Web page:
Three women from different parts of the country who had never met before came together before an eager crowd to deliver a message of hope and opportunity. At the Women in Concrete Luncheon and Forum at the World of Concrete in Las Vegas in January, panelists and audience members discussed how building green is the future of concrete and the construction industry.
Although building green and sustainability are words being thrown around a lot today, it was apparent that this group wanted more than “feel-good” definitions. They wanted to know how to make it work for their companies when they got home.
Shana Young of Smith's Ready Mix, Hot Springs, Ark., has worked closely with the Arkansas Ready Mix Concrete Association to spread the news of pervious concrete and help organize training sessions. Pervious is not like other mixes and requires training to understand it. In one example, she talked about how pervious is not troweled after placing, since that would seal the surface; pervious concrete needs open voids for water drainage.
This led into the industry problems with handling runoff from asphalt parking lots and roads. “Pollutants from cars run off and pollute our waterways,” Young said. The drainage directs the water or pollutants where it needs to go. In addition to its environmental advantages, it also saves money by eliminating the need for retention ponds. “Pervious concrete helps us to keep the world a little cleaner and a little greener for those coming after us,” she added.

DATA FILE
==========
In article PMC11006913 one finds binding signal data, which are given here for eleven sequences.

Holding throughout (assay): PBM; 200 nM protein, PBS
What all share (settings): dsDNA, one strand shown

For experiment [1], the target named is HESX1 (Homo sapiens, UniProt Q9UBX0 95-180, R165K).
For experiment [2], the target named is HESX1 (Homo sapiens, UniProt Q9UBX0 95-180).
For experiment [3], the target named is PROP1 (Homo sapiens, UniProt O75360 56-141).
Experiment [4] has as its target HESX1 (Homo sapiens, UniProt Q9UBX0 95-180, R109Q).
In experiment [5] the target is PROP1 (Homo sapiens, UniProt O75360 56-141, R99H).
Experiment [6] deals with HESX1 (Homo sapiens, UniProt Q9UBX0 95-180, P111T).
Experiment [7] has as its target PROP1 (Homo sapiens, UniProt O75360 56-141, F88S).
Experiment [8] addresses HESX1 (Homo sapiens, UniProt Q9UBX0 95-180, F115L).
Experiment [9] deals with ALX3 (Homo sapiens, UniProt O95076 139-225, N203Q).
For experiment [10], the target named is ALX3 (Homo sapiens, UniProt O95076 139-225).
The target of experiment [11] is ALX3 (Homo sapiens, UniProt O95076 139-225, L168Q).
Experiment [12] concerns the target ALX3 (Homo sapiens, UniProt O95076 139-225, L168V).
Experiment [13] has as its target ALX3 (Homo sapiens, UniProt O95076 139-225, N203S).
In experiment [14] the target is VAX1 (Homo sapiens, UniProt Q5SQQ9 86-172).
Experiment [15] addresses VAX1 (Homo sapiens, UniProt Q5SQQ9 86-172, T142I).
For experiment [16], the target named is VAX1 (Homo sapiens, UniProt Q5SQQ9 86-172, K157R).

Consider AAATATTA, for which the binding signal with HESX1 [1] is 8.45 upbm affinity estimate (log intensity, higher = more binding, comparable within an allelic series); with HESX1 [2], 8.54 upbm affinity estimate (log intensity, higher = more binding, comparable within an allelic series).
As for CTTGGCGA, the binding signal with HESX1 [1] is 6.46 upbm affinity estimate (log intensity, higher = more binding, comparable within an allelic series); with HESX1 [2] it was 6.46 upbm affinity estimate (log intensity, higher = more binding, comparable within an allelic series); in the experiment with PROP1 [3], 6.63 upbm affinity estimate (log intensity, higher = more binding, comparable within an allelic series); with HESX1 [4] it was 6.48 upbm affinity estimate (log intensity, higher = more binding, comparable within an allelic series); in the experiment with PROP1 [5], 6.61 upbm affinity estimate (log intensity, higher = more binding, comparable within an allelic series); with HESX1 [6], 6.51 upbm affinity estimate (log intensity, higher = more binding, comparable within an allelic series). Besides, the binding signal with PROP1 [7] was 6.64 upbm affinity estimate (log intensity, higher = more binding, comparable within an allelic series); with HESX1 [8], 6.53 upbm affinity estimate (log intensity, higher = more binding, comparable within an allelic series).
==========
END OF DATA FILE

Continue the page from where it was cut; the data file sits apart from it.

“The green building movement is here to stay, and women can play a key role,” explained Kristin Cooper-Carter, director of the Concrete Industry Management program at California State University, Chico.
Cooper-Carter noted that women throughout history have been resourceful and innovative. Now, she stressed, is the time for women to continue that trend and use that resourcefulness to be leaders in sustainability. Think of all angles of green, including using pervious, reducing the urban thermal heat island effect, and reusing materials. Buildings also must be constructed for 50-year, not 10-year lifespans.
Playing a role
Concrete will play a long-term role in construction. “We're coming into a recession period, especially for the residential segment,” said Michelle Wilson, manager of education and development at the Portland Cement Association. “However, you need to look at the long-term impact of concrete. We need concrete, and will continue to need concrete to keep up with the growing population.” Concrete's role will also become more important as society continues to emphasize sustainability, she added, echoing others.
These women are definitely ready to make sustainability part of their future agenda.
“Women in Concrete” brings you stories about women who are making a difference in the concrete industry. Each month, we will bring you profiles, studies, or surveys to show the latest on women in the concrete industry. Send your comments or ideas to Kari Moosmann firstname.lastname@example.org